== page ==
I offered on Twitter that Chicago looks and feels like it’s fighting this battle, and in some ways, losing it, across most of the landscape of the city. The beautiful Millennium Park, and certainly the 606, feel like big, bright billboards for Floridian campaigns to attract young people and “creatives” even at the same time as they are beautiful works of fun, accessible urbanism. The intermingling of panhandlers, some of them very adept local guides and almost all of them black, with tourists (myself included) looking for the ideal selfie, is emblematic of the kind of interstitial zone that global centres of occupy — wealth and poverty intermingling in a public display.
Two physical facets of the landscape made this battle particularly affecting: the placement of washrooms and the experience of the streetscape.
The downtown core, both north and south of the river, is a vast desert of this crucial amenity. Parks that thrummed with the movement of tourists on segways and merchants offering snacks and kitsch. And yet despite all of the standard identifiers of the modern, connected city — free public wifi, a thriving local bike-share, and Trip Advisor-approved tours — there was never a bathroom to be found anywhere. Starbucks, my standard semi-public washroom in a pinch, had numerous locations downtown that simply did not have them (an observation that immediately made me curious about code requirements for ground-floor retail). Based on my anecdotal experience, the vast majority of the retail locations I went to downtown did not have washrooms — those that did almost exclusively also had keys or key-codes. In general, my observation was that, in contrast to Vancouver and places like it, the disciplinary functions of architecture were far less subtle and meant to communicate quite clearly that the poor, the homeless, and anyone else deemed undesirable, were not welcome there.
On a larger scale, the streetscapes of the city also communicated this message similarly, though through different means:
It feels unfair as a Canadian to dunk on American cities for the poor state of their roads and sidewalks. There are massive, federally-created structural fiscal disadvantages to the maintenance of American infrastructure that are not any one city’s fault. We should decry unfair property tax regimes and the criminally low federal gas-tax alike, but with all my love to this great city, we should also recognise that like so many North American cities, Chicago streets are car-centric battlefields for pedestrians. In addition to the immediate experience of safety, or the impacts of pollution, there has been much written about the use of highways to segregate and cement the redlining of cities like Chicago, and while I am no expert, I have heard and read more than a little as to how this particular infrastructure type was devastatingly weaponized from the 1950s onwards.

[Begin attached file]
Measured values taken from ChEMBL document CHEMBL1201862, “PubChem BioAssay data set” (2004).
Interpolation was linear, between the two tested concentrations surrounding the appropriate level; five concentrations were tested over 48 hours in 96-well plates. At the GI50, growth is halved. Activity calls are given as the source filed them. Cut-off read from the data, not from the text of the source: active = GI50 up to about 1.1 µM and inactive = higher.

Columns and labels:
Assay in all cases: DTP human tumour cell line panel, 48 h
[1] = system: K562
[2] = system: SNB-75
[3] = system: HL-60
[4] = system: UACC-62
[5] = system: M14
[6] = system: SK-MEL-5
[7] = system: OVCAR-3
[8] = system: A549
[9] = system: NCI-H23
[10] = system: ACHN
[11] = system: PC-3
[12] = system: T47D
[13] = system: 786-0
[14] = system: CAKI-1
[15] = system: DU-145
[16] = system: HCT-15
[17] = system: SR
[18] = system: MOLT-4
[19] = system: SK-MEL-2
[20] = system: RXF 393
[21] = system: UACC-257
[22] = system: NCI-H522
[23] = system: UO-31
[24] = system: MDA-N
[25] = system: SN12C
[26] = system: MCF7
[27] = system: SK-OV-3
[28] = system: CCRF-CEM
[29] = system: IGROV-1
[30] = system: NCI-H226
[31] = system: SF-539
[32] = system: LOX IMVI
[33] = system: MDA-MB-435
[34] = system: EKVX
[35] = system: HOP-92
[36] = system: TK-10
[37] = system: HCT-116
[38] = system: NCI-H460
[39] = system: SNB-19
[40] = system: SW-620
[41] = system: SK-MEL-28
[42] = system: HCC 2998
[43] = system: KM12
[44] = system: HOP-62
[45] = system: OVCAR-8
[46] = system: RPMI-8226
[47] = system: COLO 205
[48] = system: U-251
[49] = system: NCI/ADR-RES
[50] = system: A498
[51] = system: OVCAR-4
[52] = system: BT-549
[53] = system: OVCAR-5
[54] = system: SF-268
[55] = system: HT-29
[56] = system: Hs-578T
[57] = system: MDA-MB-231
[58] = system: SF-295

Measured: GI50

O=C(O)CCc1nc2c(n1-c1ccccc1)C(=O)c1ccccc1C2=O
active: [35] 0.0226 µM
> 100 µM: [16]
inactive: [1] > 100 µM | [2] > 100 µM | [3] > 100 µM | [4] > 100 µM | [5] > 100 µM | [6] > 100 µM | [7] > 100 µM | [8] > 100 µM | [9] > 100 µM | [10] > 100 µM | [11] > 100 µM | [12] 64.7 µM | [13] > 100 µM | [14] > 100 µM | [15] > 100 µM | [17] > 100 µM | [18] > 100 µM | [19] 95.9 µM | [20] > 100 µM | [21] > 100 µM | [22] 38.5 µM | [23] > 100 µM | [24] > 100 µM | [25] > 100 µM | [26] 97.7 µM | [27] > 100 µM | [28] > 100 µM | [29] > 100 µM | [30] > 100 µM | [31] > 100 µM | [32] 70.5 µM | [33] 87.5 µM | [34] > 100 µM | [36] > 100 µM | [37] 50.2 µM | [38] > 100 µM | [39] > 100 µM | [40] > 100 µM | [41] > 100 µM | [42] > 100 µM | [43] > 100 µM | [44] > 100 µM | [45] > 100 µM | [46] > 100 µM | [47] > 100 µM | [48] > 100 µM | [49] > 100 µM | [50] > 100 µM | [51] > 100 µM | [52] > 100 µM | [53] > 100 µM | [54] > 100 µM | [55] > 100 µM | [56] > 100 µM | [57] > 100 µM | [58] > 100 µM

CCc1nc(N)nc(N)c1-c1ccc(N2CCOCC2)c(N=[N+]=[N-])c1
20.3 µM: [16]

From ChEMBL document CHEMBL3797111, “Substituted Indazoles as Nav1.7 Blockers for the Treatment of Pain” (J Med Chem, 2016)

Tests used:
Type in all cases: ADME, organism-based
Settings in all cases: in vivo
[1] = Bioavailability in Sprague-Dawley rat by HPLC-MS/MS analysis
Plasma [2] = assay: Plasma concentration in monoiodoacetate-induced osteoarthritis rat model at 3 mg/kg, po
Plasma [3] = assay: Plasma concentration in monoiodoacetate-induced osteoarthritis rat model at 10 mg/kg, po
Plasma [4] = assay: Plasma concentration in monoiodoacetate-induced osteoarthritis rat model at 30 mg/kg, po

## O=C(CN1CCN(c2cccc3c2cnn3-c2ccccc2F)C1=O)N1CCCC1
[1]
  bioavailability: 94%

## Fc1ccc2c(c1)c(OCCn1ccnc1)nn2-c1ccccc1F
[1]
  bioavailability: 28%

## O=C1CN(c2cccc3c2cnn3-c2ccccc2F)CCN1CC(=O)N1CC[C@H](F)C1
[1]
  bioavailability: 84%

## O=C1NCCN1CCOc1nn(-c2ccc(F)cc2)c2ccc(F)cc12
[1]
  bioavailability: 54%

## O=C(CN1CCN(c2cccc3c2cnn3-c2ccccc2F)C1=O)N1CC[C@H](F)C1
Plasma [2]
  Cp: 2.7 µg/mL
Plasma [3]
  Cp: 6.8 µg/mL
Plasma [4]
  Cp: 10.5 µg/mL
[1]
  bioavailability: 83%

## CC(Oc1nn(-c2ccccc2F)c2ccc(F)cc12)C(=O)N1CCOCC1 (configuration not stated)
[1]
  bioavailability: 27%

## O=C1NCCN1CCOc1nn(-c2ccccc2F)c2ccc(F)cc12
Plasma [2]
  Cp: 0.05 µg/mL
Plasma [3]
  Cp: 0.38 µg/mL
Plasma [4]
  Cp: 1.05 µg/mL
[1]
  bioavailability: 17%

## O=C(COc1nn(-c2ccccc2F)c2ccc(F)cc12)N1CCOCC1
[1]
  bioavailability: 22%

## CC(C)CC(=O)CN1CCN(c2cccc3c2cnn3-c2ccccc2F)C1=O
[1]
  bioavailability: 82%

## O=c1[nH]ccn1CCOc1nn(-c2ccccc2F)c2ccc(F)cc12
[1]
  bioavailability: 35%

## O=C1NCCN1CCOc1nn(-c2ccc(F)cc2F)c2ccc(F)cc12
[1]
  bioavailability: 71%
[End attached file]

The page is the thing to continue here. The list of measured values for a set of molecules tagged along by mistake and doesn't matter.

Medium user Tomasz has a impactful account that outlines the painful and often explicitly racist outcomes of this work. To quote from him directly:
Chicago’s leaders saw the building of expressways as a way to “clear slums” and further segregate black and white communities. While connecting suburbs to the city, expressways went through black communities, physically separating them from white communities.
It was environmental racism not only against the African American community, but also against European “peasants,” e.g., Italian, Greek, Polish, and Jewish immigrants, as well as Mexican and Chinese immigrants, who were also displaced by the building of Chicago’s expressways.
The highway system tells this story in historical terms, and where we had the opportunity to travel between some of these highway-designated districts, the racial divisions were very clear. And yet, the finer-grained experience at street-level also adds a modern twist to this with ride-hailing.
If you follow me on Twitter, you know I am continuously aghast at the danger that we put pedestrians and cyclists in every day on our roads. Design ignorance, corporate greed, and ingrained cultural biases towards big, fast, and dangerous cars means that walking on the street is to quite literally play dice with your life. Nowhere in recent memory have I felt this more acutely than with Chicago’s car culture, particularly with ride-hailing. Uber, Lyft, and other services are omnipresent throughout the city. The safety challenges and the disorganization they cause are crushing livability in the city. Parking on sidewalks, unannounced u-turns, randomized pick-ups mid-street, and lazy, crosswalk straddling stops were practically incessant. Even in tech-addled San Francisco, I don’t know that I ever saw quite this entitlement of drivers.
The starkness of wealthy, often white, denizens of these ride-hailing services, expectantly waiting for their drivers, generally people of colour, to race through lights, cut through bike-lanes, and otherwise endanger others was frightening, to say the very least. From a more systemic vantage point, I think it is emblematic of the central battle of 21st Century cities around who owns our common spaces. Chicago is fighting on numerous fronts on racism, on environmental justice, and progressive city-building, but in the case of roads, it feels like there is much, much further to go.